What’s Ming’s party’s role in the Cameron-Brown world?
The July ICM poll in the Guardian did match its billing – it was full of surprises for all three parties. The Tory 39% equalling their highest share from the pollster in 13 years; Labour maintaining their 35% in spite of everything and the Lib Dem 17% being their lowest ICM figure since before the Iraq War.
Until now all the focus has been on David Cameron attracting Lib Dem supporters and this is the standard explanation for the figures? But is it more complicated than that? Is the rise of Cameron reinforcing Labour as well? This poll seems to suggest that it is.
For the first time in a decade and a half there is just the prospect of a Tory General Election win and it is this that might be keeping Labour stable and squeezing the Lib Dems.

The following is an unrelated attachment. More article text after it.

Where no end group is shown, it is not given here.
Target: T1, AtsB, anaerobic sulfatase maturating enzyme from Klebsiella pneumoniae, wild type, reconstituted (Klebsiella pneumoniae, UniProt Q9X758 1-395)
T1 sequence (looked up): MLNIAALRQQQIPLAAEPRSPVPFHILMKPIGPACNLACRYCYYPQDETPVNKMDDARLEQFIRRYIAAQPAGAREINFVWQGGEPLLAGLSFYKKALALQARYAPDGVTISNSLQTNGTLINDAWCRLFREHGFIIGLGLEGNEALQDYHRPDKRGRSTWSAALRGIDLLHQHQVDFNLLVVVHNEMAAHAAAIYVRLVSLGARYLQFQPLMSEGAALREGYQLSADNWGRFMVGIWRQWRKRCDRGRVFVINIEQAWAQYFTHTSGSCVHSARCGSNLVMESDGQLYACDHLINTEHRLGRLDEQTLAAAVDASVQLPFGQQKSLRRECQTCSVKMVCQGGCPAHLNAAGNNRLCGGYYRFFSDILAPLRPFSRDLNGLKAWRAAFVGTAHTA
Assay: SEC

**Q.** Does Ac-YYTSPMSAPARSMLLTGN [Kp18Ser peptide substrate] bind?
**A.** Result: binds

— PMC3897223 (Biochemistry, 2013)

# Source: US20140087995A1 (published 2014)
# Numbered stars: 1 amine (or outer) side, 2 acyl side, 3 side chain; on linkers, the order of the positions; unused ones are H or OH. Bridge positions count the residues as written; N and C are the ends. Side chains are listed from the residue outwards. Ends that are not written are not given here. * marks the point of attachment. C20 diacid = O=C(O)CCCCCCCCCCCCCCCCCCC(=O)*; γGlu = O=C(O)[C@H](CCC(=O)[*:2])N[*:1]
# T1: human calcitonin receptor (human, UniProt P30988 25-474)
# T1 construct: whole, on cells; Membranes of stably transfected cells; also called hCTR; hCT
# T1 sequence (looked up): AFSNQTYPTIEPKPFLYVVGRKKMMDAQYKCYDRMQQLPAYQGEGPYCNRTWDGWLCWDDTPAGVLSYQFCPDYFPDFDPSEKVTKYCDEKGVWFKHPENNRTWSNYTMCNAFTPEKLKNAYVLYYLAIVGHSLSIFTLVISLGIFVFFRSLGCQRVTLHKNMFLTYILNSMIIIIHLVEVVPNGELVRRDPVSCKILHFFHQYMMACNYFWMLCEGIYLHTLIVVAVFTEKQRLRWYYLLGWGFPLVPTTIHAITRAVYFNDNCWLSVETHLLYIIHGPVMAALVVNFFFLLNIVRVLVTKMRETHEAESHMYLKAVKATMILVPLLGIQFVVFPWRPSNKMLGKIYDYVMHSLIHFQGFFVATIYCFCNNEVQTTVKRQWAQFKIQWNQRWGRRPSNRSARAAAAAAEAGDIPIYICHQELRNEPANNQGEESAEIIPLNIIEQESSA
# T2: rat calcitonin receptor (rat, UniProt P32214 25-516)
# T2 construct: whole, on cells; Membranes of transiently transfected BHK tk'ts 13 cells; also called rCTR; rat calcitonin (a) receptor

For the decade and a half upto Cameron’s election it was easy for anti-Tory voters to consider voting Lib Dem because because such a move posed no risk. Major/Hague/IDS/Howard’s party did not present a real electoral threat. Thus the Lib Dems did well last time in spite of the massive Labour onsluaght in the final week suggesting that Lib Dem switchers could let Michael Howard in.
That assertion might have sounded implausible in 2005 but with the Tories nearly at 40% then it certainly resonates today and is one factor I believe, that is underpinning the Labour share.
So there is a twin challenge facing the Lib Dems: the party has to stop further seepage of its Tory leaning supporters going to Cameron and it has to find a way of persuading anti-Tory factions to stay on board – a task that might be even tougher when Tony Blair has moved on.